I will be using special software to check for cheating. The software is quite sophisticated and has "surprised" some students in the past. We will, of course, not release the details of the internal workings of this cheat-checking software, but you are forewarned that there is no difficulty in comparing every pair of projects --- even for projects submitted to other sections of this course.
Your homeworks/projects will be checked for similarities with all other student projects. If your homework/project is found to be "substantially similar" to that of another student, both you and the other student will receive a grade of 0 for that homework/project AND a reduction of one full letter grade in your final course grade. Furthermore, all parties concerned will have their prior homeworks/projects checked for cheating. A second incident will result in a grade of 'F' for the semester.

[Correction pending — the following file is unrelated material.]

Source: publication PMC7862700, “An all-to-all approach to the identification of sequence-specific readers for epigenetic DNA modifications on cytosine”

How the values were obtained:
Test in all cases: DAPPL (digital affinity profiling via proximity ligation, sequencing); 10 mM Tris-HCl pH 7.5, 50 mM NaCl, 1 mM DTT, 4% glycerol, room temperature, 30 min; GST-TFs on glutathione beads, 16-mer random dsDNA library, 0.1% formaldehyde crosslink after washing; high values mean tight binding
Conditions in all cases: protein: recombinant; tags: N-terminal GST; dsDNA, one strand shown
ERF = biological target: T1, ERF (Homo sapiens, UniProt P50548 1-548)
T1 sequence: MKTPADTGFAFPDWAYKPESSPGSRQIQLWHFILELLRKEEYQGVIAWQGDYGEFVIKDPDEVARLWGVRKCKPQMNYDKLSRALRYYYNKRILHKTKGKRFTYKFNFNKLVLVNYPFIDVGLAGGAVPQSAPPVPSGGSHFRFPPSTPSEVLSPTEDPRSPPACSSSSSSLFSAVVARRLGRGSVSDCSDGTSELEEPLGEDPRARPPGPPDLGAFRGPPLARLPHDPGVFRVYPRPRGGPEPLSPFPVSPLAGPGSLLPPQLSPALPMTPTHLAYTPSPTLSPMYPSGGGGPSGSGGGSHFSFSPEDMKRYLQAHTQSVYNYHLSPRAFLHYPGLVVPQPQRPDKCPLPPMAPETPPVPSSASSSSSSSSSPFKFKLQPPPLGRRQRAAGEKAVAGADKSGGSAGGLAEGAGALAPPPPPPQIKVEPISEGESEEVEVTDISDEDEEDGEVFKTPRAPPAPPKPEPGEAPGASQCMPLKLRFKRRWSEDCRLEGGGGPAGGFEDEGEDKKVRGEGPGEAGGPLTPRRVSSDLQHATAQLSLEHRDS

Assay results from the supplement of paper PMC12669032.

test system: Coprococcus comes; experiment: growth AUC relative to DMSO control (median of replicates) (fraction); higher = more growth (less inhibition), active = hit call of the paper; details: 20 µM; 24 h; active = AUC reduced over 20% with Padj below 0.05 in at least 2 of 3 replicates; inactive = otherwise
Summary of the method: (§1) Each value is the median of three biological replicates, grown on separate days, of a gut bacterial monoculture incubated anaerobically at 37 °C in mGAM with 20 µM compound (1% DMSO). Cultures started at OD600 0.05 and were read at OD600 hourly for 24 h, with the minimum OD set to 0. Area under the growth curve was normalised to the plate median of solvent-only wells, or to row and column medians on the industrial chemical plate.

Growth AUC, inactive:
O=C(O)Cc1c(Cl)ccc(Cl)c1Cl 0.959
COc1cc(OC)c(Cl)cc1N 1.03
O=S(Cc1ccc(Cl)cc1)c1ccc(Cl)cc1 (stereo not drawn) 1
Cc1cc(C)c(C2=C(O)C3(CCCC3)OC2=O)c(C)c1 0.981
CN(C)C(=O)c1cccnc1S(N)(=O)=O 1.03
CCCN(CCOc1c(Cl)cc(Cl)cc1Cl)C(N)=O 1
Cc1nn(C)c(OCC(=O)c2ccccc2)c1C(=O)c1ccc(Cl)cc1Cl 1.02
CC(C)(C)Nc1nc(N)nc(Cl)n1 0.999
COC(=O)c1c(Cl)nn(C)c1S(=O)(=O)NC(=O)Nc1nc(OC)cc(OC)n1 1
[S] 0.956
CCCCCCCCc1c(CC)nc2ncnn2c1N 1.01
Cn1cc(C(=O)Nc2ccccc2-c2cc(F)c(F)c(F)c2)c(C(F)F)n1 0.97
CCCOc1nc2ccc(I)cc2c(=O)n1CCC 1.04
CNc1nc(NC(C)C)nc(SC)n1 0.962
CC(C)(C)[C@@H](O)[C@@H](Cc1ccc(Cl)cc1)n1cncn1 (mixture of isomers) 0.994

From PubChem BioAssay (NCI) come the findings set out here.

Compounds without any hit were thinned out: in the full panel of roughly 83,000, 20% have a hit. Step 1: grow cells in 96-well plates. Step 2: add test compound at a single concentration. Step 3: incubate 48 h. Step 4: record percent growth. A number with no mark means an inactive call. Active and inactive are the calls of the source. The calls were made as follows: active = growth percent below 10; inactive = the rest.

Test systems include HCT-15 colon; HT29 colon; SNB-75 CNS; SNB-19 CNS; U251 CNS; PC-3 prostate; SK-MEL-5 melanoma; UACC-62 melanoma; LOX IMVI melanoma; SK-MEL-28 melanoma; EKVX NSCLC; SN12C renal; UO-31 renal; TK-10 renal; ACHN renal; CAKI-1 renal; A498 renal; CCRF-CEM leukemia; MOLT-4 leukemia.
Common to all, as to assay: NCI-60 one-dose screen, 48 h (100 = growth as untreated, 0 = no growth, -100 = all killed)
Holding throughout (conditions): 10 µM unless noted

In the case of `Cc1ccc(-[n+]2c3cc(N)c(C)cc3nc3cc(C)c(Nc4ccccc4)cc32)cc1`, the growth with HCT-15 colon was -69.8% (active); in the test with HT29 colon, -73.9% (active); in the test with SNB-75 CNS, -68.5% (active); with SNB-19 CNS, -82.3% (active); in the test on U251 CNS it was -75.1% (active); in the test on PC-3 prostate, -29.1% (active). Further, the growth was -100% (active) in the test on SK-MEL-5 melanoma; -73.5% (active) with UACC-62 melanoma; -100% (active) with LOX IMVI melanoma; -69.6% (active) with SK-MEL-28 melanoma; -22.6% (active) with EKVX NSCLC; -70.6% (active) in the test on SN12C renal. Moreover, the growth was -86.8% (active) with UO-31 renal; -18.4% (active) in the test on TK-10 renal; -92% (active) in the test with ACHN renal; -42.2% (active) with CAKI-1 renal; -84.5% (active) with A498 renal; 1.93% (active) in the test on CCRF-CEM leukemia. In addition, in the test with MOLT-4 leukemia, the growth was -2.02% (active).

Any act of dishonesty may be reported to the University's Academic Conduct Committee for further action. Egregious cases of cheating will be written up as a "more serious" infraction. In this case, you will not be allowed to drop the course. Also, a "more serious" infraction would appear as a permanent part of your student record and would be seen by potential employers when they ask for an official copy of your transcript.
The exams will be closed-book and closed-notes. There will be a total of three exams. The third exam will not be cumulative, though it will be given during final exam week. The test dates for the exams are listed in the Lecture Schedule. In the case of a verifiable medical excuse or other such dire circumstance, arrangements must be made with your instructor for a makeup exam.
General Academic Dishonesty